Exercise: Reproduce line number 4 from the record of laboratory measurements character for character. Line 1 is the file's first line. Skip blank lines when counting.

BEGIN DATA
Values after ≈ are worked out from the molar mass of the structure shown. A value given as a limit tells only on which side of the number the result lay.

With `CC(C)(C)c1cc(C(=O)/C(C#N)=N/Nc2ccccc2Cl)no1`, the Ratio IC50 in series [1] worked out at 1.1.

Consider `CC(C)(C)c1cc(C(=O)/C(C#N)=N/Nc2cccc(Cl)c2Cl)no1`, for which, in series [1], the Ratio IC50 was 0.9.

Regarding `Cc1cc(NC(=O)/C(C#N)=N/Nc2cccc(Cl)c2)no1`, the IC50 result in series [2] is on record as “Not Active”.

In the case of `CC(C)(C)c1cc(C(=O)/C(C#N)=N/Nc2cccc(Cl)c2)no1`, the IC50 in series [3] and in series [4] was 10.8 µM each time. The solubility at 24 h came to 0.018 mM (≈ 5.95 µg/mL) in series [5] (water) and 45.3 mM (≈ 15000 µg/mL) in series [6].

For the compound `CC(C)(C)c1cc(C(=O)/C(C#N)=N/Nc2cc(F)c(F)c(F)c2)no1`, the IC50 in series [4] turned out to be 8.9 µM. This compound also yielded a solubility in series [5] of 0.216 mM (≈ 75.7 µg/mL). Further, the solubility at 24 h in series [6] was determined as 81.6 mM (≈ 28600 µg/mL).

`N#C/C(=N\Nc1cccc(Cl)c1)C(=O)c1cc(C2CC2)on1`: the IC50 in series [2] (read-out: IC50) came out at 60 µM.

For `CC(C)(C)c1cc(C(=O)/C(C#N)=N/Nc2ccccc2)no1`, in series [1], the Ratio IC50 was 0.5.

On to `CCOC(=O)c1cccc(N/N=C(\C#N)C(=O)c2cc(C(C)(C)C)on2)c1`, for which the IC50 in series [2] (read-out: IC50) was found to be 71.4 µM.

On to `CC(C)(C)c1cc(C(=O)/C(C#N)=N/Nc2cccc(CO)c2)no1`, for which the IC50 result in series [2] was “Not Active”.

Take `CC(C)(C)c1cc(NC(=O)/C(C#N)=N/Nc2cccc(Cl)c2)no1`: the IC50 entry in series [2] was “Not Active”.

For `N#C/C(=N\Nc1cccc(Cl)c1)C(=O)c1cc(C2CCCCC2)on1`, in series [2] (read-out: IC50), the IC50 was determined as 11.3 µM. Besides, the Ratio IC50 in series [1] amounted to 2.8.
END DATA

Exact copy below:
Regarding `Cc1cc(NC(=O)/C(C#N)=N/Nc2cccc(Cl)c2)no1`, the IC50 result in series [2] is on record as “Not Active”.